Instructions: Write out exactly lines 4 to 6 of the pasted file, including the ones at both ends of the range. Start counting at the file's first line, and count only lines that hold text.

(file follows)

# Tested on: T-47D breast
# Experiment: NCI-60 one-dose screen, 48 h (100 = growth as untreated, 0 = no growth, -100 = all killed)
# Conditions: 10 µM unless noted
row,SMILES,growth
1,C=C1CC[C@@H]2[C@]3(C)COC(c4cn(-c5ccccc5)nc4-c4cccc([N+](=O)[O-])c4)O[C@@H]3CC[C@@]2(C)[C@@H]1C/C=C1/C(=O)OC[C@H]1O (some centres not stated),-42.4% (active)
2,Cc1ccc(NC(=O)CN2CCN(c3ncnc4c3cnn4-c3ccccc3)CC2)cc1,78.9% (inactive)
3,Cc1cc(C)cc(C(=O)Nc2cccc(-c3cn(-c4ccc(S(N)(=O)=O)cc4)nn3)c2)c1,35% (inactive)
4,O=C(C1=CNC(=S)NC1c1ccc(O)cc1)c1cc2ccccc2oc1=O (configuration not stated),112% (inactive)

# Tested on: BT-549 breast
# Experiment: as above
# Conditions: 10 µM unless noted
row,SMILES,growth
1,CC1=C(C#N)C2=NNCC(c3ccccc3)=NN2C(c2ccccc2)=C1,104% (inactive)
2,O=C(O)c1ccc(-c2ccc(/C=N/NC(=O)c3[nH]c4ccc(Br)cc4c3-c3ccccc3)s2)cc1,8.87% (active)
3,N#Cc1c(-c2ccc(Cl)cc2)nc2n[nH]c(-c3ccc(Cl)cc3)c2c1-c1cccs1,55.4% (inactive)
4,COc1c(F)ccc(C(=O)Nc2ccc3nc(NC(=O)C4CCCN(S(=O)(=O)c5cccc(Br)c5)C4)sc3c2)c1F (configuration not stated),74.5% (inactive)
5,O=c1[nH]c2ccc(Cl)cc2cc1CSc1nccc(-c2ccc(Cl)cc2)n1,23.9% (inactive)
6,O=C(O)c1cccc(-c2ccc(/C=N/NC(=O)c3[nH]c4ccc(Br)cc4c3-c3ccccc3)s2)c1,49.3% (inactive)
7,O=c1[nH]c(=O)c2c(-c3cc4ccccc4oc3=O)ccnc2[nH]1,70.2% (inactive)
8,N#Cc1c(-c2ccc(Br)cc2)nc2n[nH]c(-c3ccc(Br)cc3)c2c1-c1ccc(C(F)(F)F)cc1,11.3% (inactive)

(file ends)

row,SMILES,growth
1,C=C1CC[C@@H]2[C@]3(C)COC(c4cn(-c5ccccc5)nc4-c4cccc([N+](=O)[O-])c4)O[C@@H]3CC[C@@]2(C)[C@@H]1C/C=C1/C(=O)OC[C@H]1O (some centres not stated),-42.4% (active)
2,Cc1ccc(NC(=O)CN2CCN(c3ncnc4c3cnn4-c3ccccc3)CC2)cc1,78.9% (inactive)